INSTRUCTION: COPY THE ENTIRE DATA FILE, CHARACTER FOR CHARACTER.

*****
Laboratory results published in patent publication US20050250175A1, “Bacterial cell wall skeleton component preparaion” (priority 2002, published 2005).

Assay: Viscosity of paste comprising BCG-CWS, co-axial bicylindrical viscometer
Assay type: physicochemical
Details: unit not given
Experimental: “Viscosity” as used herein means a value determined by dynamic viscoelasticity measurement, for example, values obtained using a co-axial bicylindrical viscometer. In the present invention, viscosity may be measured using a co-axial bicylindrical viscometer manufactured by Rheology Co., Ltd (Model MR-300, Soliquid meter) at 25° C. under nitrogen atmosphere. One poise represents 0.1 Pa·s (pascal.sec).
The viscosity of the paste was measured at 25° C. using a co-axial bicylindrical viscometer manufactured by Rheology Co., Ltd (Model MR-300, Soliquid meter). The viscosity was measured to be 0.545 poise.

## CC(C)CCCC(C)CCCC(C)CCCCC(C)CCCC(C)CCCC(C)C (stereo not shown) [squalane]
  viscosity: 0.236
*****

Laboratory results published in patent publication US20050250175A1, “Bacterial cell wall skeleton component preparaion” (priority 2002, published 2005).

Assay: Viscosity of paste comprising BCG-CWS, co-axial bicylindrical viscometer
Assay type: physicochemical
Details: unit not given
Experimental: “Viscosity” as used herein means a value determined by dynamic viscoelasticity measurement, for example, values obtained using a co-axial bicylindrical viscometer. In the present invention, viscosity may be measured using a co-axial bicylindrical viscometer manufactured by Rheology Co., Ltd (Model MR-300, Soliquid meter) at 25° C. under nitrogen atmosphere. One poise represents 0.1 Pa·s (pascal.sec).
The viscosity of the paste was measured at 25° C. using a co-axial bicylindrical viscometer manufactured by Rheology Co., Ltd (Model MR-300, Soliquid meter). The viscosity was measured to be 0.545 poise.

## CC(C)CCCC(C)CCCC(C)CCCCC(C)CCCC(C)CCCC(C)C (stereo not shown) [squalane]
  viscosity: 0.236